We got Harper when she was 8 weeks old. A tiny, chocolate drop of fluff and fun. She bounced like a rabbit, and her whole body wagged when she wagged her tail. She was, literally, only about as tall as a blade of grass
Every year during my 30 days of thanks, I repeat how thankful I am for Harper. Everyone who knows me knows my Harper story. She was just about 12 weeks old when I was hospitalized in ICU. I had MRSA and a gram negative infection that was resistant to antibiotics, and it was a really rough road. I was eventually put on a wound VAC, and due to the daily visits from home care nursing, I was stuck at home most of the time. I couldn’t do much, and I couldn’t sleep in my bed because I couldn’t lay down properly. I spent most of my days – and nights – propped up in a recliner.
And Harper never left my side.
I often wondered how a puppy so young, with such boundless energy, could sit so still – in my lap, on the arm of my chair, by my feet – for hours on end. But I was then – as I am now – so grateful to have her by my side, keeping me company, always making me feel better, offering comfort and bringing peace.
She was rewarded. Starbucks has always been a particular favorite, but Harper and car rides have just always been a perfect match – even if there wasn’t a puppacino in it for her. A couple of times, she got out the front door on her own, and we always knew if we opened a car door, that’s right where she ran.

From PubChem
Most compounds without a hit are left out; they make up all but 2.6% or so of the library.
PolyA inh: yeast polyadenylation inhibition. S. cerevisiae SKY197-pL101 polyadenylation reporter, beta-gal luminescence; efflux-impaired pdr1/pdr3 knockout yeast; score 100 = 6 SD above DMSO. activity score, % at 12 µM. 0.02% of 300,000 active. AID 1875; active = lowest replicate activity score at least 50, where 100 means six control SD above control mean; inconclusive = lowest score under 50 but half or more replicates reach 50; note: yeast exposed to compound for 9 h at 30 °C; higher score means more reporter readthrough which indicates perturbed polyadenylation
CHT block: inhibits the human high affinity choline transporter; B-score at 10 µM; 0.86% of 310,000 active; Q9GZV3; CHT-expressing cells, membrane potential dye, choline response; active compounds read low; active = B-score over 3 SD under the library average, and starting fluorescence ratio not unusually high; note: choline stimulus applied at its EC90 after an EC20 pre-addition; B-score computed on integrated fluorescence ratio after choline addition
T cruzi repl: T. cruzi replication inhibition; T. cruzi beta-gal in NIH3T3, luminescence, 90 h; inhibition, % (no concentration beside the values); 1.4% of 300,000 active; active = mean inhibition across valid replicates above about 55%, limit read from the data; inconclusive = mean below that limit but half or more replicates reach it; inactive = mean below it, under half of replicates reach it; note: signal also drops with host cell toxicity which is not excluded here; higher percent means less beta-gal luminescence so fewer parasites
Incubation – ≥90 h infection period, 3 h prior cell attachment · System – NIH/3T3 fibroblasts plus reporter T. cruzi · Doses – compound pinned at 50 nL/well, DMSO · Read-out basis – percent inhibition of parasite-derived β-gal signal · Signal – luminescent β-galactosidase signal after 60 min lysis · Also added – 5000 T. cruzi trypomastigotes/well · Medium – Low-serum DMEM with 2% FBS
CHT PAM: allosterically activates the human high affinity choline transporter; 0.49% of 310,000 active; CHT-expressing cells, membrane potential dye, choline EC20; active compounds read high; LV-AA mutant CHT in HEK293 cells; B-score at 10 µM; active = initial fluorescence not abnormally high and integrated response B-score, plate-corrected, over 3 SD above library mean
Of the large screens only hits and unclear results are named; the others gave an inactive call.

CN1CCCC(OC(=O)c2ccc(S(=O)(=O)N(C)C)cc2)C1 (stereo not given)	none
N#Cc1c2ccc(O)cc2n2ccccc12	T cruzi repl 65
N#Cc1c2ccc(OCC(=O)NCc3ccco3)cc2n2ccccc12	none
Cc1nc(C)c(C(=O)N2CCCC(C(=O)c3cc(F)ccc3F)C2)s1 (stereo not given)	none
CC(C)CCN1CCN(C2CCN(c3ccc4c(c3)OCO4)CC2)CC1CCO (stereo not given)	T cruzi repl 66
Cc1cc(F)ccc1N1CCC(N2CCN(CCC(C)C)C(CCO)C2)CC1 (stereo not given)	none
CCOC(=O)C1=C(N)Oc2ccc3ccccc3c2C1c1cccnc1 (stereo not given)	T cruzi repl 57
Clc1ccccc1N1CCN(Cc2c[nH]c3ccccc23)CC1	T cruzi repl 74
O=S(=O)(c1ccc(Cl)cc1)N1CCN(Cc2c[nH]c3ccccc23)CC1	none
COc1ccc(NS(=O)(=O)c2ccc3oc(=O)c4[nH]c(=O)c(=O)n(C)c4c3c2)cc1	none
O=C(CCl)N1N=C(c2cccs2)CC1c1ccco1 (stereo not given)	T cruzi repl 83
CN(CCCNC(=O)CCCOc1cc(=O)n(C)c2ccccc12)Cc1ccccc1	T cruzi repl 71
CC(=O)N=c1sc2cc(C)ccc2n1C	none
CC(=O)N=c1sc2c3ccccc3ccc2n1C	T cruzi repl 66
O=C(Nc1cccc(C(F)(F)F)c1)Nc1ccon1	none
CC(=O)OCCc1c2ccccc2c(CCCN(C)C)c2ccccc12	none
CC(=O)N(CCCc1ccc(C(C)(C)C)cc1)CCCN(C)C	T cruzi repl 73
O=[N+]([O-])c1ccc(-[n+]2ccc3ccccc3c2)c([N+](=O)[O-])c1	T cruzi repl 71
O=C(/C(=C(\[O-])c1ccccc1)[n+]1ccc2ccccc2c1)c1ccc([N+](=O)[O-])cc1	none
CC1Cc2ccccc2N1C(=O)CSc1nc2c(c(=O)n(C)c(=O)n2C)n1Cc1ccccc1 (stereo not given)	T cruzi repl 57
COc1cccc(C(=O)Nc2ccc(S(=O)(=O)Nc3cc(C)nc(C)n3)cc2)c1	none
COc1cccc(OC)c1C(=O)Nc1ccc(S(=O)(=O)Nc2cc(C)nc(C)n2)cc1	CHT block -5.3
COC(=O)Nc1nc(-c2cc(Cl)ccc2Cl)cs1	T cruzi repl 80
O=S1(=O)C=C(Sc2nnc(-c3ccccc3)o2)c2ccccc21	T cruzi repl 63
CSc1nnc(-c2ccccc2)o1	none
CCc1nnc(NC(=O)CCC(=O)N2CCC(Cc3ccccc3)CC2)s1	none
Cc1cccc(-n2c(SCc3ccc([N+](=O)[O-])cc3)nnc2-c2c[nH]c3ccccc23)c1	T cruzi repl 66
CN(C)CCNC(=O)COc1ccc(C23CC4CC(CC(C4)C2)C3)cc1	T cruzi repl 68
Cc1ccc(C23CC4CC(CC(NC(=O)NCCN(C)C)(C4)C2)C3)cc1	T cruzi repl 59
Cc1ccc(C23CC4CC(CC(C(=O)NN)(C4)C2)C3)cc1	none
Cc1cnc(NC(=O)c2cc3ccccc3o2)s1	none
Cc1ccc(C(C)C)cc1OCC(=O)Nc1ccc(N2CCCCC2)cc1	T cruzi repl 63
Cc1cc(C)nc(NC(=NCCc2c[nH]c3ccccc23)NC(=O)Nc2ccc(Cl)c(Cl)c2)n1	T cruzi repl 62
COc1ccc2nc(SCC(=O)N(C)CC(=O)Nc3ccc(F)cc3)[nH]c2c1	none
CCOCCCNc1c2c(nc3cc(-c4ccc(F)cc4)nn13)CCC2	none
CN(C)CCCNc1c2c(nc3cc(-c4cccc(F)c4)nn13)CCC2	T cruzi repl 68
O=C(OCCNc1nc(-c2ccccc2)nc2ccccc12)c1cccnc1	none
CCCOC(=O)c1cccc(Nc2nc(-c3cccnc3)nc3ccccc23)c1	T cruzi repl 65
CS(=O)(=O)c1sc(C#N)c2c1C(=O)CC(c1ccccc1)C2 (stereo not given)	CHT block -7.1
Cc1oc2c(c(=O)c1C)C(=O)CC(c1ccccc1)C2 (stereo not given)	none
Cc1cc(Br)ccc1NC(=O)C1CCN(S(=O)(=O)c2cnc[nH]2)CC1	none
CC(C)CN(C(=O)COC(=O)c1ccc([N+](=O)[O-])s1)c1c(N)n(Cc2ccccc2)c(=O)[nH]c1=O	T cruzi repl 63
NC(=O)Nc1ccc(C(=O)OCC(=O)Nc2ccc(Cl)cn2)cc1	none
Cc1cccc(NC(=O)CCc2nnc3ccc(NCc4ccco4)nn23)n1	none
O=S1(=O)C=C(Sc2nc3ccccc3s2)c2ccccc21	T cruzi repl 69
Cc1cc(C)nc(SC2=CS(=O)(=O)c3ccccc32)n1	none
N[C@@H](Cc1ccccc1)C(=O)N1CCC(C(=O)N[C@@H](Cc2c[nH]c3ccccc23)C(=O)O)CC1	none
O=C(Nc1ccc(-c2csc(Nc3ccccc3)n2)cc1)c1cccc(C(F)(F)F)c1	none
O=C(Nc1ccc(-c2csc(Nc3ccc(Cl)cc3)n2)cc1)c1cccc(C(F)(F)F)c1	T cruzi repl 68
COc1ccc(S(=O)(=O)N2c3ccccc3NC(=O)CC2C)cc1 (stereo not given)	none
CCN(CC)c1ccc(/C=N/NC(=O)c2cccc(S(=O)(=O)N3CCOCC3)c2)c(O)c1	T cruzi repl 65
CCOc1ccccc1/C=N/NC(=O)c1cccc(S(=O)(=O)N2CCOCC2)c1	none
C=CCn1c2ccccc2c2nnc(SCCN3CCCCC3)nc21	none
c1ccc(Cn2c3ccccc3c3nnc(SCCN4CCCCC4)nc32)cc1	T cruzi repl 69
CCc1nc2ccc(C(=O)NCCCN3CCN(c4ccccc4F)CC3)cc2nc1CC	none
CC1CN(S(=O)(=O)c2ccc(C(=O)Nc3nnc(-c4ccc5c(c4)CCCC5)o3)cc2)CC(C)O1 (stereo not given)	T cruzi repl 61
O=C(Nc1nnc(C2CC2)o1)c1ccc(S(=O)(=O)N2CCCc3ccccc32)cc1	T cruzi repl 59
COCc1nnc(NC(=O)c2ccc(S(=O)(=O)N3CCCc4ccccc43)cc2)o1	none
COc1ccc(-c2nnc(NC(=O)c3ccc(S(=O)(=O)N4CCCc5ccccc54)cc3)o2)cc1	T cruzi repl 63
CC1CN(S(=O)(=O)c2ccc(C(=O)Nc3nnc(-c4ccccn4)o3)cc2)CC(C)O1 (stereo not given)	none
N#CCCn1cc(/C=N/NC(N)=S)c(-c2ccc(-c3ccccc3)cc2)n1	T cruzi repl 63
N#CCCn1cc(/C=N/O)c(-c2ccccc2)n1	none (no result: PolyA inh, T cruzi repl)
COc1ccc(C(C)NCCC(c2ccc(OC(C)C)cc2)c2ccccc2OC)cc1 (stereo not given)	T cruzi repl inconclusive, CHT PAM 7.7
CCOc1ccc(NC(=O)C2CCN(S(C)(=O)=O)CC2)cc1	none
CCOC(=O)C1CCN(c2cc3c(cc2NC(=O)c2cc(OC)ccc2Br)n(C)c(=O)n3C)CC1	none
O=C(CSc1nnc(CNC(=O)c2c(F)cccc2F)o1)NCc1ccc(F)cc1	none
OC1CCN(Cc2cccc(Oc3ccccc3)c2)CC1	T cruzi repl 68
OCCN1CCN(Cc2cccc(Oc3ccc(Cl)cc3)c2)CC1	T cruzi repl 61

She made herself top dog in the house – despite her petite stature. The other dogs knew that if they left a bone or a treat anywhere in the house, it not only became Harper’s, but she would take it, hide it, and guard it like a ferocious watchdog if the other dogs came near. Growling, snapping, sneering – every stolen treat was a trophy to be savored and lorded over the other dogs.
I will be grateful for Harper forever – as long as I live. But this is the lsat year that I will include her in my 30 days of thanks.
Because today, my dedicated companion and faithful friend is gone.
I knew it was coming. She lost her hearing about a couple of years ago, and she’s battled eye infections and vision problems. She struggles to get up and down the stairs – well, unless she’s racing another dog for a treat. She’s had some digestive issues and breathing issues in the last few weeks. She snapped at people – except me – but including the vet tech today when Jim took her in.
He noticed her struggling to breathe this morning, and took her to the vet. She was anxious, struggling for air, and agitated. The vet examined every inch of her. She was for sure deaf. She didn’t seem to follow his movements with her eyes. Her sense of smell seemed to be gone. He suspected maybe a brain tumor.
And like that, my tiny girl is gone.
What was humane for Harper and safer for my grandchildren is a searing heartache for me. With the new job and school, there hasn’t been as much time to cuddle, to make a Starbucks run, or even to answer the little scratches on the side of my bed when she wanted to come up in the middle of the night.
I know – don’t cry because it’s over, smile because it happened. And I will, some day.
But for today, I’ll be sad that I couldn’t be here for her like she was for me – always, every minute, any time I needed her.
Best dog ever.